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So-called human rights activists claim “moral high ground” to denounce justice to Nirbhaya by classifying it as an act of revenge

The convicts were executed only after they had exhausted all legal remedies available for them under India's legal system.

Following the execution of the convicts involved in the brutal gangrape and murder of 23-year-old physiotherapy student in 2012 who was named “Nirbhaya” by the media, several self-proclaimed human rights activists assumed moral high ground and dubbed the death penalty handed out to the convicts as an act of revenge.

One such woke activist happened to be a man by the name of Jayanta Bhattacharya. He accused Nirbhaya’s mother, Asha Devi, of having a “slum mentality” and “lust for blood” for seeking justice for her daughter.

How supposed human rights activists claimed, "moral high ground" to denounce justice to Nirbhaya by classifying it as an act of revenge?
Screengrab of the Tweet

Another Twitter user, Prakash Sastry, engaged in virtue signalling said that one cannot rejoice the execution of rapists. He claimed that if the death penalty is not taken off the table, then, India will become a “regressive society.”

A Twitter user by the name of Mohammed Mojahid who claims to be a student of Aligarh Muslim University wrote that capital punishment was “escapism” and a symptom of a “culture of violence”.

Citing the report of Justice Verma Committee, Amnesty India, which is renowned for selective outrage and fake propaganda, claimed that death penalty is never the solution and that Friday’s execution allegedly added “another dark stain” to India’s human rights record.

On Thursday, the Caravan Magazine known for its vicious propaganda wrote an article whitewashing the perpetrator, Mukesh Singh, while lacking empathy for the real victim, Nirbhaya.

Earlier, controversial Supreme Court Judge (retired) Kurian Joseph asked whether heinous crimes such as rape would stop if the convicts were hanged. He said that capital punishment should be reserved for “rarest of rare cases”, implying that the brutal gangrape and murder was not a rarest of rare case.

It begs a counter-question: If their death sentence was commuted to life imprisonment, then would it have eradicated rape from the country? Possibly no.

The last time a rapist, Dhananjoy Chatterjee, was hanged to death was way back in 2004. Only 3 other people (Afzal Guru, Ajmal Kasab and Yakub Memon) have been executed on charges of terrorism and inciting war against the nation in the past 20 years. If you compare the numbers with the world’s oldest democracy aka the United States of America, then, you will be surprised to know that 22 people were executed in 2019 alone. Comparatively, India has been using the death penalty more cautiously than it should.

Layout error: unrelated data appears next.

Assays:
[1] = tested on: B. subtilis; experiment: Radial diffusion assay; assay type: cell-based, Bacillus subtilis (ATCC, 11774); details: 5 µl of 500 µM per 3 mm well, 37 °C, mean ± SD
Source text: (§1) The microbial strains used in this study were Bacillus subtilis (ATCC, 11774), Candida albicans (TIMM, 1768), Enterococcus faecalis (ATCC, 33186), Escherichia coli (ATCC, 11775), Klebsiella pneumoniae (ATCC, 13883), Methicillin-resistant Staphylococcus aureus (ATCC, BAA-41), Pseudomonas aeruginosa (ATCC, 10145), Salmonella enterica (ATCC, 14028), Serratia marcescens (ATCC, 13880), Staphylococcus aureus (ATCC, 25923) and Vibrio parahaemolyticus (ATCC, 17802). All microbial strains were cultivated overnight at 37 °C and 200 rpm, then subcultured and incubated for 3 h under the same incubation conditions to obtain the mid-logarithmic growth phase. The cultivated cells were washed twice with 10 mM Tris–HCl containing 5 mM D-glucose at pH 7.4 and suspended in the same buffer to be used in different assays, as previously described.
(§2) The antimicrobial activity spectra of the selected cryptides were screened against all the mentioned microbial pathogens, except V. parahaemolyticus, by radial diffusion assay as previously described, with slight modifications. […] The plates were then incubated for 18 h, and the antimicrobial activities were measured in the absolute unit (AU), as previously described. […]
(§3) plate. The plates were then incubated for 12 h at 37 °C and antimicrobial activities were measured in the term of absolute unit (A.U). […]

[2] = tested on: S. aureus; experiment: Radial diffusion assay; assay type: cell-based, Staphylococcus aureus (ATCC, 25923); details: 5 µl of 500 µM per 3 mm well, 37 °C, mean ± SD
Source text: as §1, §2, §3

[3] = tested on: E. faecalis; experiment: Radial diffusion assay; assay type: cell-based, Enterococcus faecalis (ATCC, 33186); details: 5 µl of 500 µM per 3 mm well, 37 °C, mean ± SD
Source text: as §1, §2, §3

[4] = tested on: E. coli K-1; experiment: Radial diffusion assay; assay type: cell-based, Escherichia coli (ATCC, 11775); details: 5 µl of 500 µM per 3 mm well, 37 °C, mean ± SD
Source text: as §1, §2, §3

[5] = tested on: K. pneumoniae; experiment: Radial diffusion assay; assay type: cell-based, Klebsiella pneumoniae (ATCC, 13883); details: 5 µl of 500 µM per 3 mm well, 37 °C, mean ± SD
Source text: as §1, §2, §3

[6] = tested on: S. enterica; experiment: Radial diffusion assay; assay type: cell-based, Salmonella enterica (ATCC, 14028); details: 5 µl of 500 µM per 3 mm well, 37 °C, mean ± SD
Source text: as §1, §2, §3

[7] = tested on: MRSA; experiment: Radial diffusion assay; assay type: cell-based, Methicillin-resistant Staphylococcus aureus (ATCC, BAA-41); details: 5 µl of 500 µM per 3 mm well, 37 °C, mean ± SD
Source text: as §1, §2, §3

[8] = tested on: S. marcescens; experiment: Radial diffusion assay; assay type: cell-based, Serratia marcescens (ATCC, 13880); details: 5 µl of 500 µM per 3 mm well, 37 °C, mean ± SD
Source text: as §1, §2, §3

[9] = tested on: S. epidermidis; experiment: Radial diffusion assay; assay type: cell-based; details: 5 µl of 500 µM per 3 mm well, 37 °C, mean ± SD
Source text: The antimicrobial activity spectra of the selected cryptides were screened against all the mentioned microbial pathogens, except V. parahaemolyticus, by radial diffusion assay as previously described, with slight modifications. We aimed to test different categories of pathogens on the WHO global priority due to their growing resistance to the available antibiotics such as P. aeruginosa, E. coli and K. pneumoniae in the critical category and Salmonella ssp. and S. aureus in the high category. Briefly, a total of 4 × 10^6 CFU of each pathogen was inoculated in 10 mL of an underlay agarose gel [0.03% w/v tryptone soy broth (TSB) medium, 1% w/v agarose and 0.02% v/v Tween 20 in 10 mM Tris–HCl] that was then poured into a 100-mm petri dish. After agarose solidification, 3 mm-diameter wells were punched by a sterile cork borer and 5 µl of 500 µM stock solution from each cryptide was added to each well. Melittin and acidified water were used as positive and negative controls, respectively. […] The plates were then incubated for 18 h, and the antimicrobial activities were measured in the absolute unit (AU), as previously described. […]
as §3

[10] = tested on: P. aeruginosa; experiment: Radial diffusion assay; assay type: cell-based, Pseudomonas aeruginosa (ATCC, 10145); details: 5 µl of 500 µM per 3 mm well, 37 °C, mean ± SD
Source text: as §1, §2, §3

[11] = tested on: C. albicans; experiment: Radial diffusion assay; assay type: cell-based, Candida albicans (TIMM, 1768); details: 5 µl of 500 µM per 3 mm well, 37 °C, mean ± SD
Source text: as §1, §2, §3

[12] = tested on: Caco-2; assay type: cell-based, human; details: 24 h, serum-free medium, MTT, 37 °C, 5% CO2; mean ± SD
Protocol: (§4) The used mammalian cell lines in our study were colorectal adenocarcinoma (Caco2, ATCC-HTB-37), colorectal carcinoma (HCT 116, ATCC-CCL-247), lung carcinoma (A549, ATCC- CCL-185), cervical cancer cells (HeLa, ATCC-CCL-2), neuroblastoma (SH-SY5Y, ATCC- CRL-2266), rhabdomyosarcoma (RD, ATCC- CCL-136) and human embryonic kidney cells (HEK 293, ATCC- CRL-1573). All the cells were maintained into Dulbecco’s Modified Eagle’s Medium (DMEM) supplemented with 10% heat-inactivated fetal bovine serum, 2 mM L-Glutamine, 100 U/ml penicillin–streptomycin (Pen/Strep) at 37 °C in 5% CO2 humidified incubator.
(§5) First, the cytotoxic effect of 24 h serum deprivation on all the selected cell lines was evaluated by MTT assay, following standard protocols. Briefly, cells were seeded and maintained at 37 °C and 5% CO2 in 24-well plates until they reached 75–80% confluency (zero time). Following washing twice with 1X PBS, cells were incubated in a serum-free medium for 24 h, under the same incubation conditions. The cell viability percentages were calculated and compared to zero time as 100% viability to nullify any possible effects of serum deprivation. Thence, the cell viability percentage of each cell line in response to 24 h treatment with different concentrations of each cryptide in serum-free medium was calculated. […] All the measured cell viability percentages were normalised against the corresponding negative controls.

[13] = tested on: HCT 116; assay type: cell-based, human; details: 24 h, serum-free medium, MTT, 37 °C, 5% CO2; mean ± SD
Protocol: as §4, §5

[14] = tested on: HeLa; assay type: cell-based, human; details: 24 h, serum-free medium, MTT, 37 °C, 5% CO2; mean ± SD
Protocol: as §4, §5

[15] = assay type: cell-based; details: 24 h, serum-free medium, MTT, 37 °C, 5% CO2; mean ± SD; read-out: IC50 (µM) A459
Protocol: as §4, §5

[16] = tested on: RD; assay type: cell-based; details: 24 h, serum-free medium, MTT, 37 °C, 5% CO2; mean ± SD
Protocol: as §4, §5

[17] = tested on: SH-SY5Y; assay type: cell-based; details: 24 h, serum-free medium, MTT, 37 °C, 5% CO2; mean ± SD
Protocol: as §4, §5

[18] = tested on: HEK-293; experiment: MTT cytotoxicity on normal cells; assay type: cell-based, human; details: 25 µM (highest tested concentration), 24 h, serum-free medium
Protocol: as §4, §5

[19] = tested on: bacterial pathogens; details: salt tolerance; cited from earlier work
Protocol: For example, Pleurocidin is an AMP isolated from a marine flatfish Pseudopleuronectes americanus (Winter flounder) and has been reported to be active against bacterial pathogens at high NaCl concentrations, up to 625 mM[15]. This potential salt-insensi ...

Nirbhaya was brutally raped by 6 men, her intestines were ripped out and an iron rod was shoved in her private parts. Does this heinous crime not qualify as the “rarest of rare” crime? It does.

The case shook the conscience of the society as observed by the apex court. The convicts were given the opportunity to utilize all legal remedies available to them so much so that they were successful in prolonging their death penalty. Three death warrants were issued and stayed, as the convicts approached the courts with petitions one after another, delaying the process. In just 24 hours prior to the execution, the convicts had approached the courts five times, 3 petitions were rejected by Supreme Court, while one each was dismissed by Delhi High Court and the trial court. They were awarded death sentence back in 2014 by the trial court, and therefore they got ample opportunities to defend themselves. The convicts were executed only after they had exhausted all legal remedies available for them under India’s legal system.

Nevertheless, a mother (Asha Devi) who have been fighting an agonising legal battle for 7 long years could finally have closure. The execution of the convicts on Friday morning also sent out a stern message to the society that such crimes would not be tolerated.

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Dibakar Dutta
Fascinated by Indian politics

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